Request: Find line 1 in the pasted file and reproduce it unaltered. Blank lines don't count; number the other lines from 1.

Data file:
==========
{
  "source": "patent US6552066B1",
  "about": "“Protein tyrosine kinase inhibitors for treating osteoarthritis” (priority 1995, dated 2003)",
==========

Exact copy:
{